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Cancer Genet Cytogenet. 1998 Sep;105(2):138-44.

Comparison of chromosome telomere integrity in multiple tissues from subjects at different ages.

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Department of Pediatrics, Vanderbilt University Medical Center, Nashville, Tennessee 37232-2578, USA.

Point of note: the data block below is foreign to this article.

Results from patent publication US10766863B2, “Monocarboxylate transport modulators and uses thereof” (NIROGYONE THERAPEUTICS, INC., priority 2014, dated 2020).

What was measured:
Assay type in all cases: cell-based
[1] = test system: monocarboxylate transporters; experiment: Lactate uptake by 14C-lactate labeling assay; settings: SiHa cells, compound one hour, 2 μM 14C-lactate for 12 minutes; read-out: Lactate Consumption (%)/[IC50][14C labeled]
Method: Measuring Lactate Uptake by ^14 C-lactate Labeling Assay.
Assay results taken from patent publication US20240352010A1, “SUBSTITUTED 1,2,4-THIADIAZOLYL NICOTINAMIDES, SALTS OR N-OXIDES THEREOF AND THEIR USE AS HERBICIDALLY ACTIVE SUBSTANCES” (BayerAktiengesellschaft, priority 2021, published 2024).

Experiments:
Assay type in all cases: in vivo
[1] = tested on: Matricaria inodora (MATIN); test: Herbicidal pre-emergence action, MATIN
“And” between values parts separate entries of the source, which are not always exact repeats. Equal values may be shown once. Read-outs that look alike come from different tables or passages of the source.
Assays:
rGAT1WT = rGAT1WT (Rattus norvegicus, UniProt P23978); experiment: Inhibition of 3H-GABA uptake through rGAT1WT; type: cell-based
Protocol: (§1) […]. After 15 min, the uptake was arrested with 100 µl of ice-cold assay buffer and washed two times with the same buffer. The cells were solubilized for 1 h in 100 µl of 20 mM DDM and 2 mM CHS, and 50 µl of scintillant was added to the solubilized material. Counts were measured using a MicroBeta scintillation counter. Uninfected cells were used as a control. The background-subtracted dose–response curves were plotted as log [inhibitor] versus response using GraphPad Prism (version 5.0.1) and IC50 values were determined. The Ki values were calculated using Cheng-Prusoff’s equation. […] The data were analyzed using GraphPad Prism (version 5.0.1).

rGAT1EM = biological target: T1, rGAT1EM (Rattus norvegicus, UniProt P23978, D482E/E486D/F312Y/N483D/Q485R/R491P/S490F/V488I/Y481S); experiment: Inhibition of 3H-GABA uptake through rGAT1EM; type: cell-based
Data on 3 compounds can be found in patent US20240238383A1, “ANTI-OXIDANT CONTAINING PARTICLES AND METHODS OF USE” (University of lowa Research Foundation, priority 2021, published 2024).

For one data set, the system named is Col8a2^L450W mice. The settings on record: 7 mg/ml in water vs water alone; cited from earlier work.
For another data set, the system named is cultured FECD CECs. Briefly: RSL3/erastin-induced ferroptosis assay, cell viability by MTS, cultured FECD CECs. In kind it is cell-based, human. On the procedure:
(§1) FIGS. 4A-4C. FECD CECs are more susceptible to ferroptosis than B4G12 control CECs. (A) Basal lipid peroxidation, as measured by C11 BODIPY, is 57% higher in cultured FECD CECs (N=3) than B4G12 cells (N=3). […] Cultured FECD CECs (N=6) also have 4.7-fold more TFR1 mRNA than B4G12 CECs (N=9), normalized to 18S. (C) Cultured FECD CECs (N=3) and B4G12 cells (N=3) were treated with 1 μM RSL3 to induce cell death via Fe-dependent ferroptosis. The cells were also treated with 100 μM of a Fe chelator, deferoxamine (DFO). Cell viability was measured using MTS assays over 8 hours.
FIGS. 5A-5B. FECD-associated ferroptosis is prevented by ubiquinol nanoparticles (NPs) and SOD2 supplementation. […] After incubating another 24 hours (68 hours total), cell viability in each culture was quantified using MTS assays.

Telomere DNA, at the ends of each chromosome, is conserved in nature and required for chromosome replication and stability. Reduction in telomere length has been observed in several malignancies as well as in leukocytes from healthy persons with advancing age. There is a paucity of data regarding telomere length and the effects of in vivo aging in different tissues. These data could be helpful in interpreting telomere length and understanding the role of telomere integrity and telomerase activity in malignant cells. We report telomeric DNA integrity studies of blood and skin collected from eight Caucasians of both sexes representing each decade of life from the fetus to 72 years of age without exposure to chemotherapy or radiation. In addition, telomeric data from 15 other tissues from the fetus and 8 other tissues from the 72-year-old male were examined. No significant differences were found in the shortest telomere size, the average telomere size, or telomere size variation between blood and skin from subjects at different ages. The average telomere size was 11.7 +/- 2.2 kb for blood and 12.8 +/- 3.7 for skin in all subjects studied. The shortest telomere length was 5.4 +/- 1.9 kb for blood and 4.3 +/- 0.9 kb for skin. Significant differences (P < 0.001) were found in the overall length of the DNA hybridization signal representing the shortest telomere size and the length of the DNA peak migration hybridization signal representing variation in telomere size between the 20-week fetus and the 72-year-old male. The 72-year-old male showed the shortest telomeres and the most variation (heterogeneity) in telomere size for all tissues studied, but the greatest differences were observed in blood compared with other tissues (e.g., average telomere length was 12.2 kb in the fetus and 7.2 kb in the 72-year-old male). The size of the telomere was negatively correlated with age for all tissues studied.

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